As the enormity of what has occurred with telemedicine starts to sink in, there is lots of conjecture about what’s next. Clearly, we aren’t going back to where we were but how does telemedicine shift from a necessity service during COVID-19 to being just the way we do business and what are the impacts both desired and the unintended consequences. As mentioned before the prior selling points on telemedicine were really about convenience and avoiding hassle. While those are still apparent, I’ve had numerous patients tell me they will never come back to the office unless I insist on it, and I’m starting to see there is perhaps a more compelling value proposition for telemedicine. I am hearing stories and personally experiencing with my own patients that the ability to be invited as a guest into their homes, and see the intimate portions of their lives both the positive, negative and in between, is providing a much deeper picture of who they are as a person, their values, their challenges, successes and failures, than we’ve ever been able to glean before from short office visits. One incredibly touching story from a pediatric neurologists involved in caring for a foster child with profound neurologic issues: this neurologist was finally able to see the things that concerned the foster parent, and to see the child interact in the natural environment, the home, with the siblings and caretakers and the video visits provided more insight than any office visit ever had. Further on the provider side colleagues have shared with me that when they are able to finish with their last patient on time, close their workstation down, and walk from their home office to their kitchen, it marked the first time they have been home for dinner with their families in years.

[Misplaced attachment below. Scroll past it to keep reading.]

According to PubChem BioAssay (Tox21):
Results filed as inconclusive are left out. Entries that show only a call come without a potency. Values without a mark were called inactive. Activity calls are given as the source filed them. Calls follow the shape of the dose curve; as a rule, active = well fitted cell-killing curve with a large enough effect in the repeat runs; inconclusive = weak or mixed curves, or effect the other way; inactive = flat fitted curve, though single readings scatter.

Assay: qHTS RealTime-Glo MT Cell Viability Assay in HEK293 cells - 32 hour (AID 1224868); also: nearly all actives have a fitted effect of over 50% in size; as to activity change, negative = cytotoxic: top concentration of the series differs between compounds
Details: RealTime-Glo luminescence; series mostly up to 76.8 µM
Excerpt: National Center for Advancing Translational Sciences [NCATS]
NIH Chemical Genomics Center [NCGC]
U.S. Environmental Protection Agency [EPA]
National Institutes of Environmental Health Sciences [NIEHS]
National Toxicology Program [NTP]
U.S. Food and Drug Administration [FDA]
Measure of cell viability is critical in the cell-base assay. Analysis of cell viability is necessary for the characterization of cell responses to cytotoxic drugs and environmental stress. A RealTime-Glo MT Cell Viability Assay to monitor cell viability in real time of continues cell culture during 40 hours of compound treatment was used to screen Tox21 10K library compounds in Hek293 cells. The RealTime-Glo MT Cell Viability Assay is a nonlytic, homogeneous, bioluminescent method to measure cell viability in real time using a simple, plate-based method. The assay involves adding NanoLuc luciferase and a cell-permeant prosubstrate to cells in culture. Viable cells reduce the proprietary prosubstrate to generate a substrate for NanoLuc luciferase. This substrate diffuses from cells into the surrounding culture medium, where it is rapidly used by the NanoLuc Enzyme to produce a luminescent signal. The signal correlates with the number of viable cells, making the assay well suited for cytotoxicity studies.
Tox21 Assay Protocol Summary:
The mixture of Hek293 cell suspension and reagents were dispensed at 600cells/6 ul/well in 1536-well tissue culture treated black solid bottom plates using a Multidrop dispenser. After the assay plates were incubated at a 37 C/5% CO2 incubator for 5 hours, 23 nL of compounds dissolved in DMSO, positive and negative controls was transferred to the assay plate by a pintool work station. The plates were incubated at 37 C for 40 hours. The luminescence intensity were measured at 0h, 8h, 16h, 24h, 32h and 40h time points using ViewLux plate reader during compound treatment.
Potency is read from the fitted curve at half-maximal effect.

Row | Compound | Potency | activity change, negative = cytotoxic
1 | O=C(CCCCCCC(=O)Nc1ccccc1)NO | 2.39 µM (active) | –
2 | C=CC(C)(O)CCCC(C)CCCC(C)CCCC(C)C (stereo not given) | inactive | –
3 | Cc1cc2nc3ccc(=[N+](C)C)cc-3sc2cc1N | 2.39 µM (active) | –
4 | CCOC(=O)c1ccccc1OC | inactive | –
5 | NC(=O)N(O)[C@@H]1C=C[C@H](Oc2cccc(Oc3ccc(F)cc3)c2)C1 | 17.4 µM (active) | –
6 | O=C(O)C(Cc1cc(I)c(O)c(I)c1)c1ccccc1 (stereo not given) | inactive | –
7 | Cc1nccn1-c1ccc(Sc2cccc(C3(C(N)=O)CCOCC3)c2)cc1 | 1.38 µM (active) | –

That said, there are likely challenges. Much of this was made possible by suspension of an arcane patchwork of regulatory requirements from Centers for Medicare and Medicaid Services (CMS), which if any of those previously stifling regulations will come back is an open question. As well, there exists a digital divide in the nation (smartphones, PCs and broadband access), some view it as so profound as to label it a social determinant of health. We must be honest and acknowledge this inequality and work diligently to ensure that technologies like telemedicine do not exacerbate it and strive to help overcome it. Educationally it is a challenging moment, as we work simultaneously to both use and understand the implications of this profound digital switch, while at the same time rapidly needing to teach the next generation of providers how to care for patients digitally.
Prior to COVID-19, I think many in health IT may have seen telemedicine as part of the tired theme of technology trying to find a problem to solve. However, with COVID-19 there is a real problem and telemedicine is clearly one of the solutions. The question is will telemedicine outlast the current crisis? For me, the answer is a resounding yes and the truly exciting part is it may actually turn out to be part of the solution for many problems in our healthcare system for which we did not even consider.
Steven Z. Kassakian, M.D., M.S., F.A.C.P.
Associate Chief Health Information Officer, OHSU
Assistant Professor, Department of Medical Informatics and Clinical Epidemiology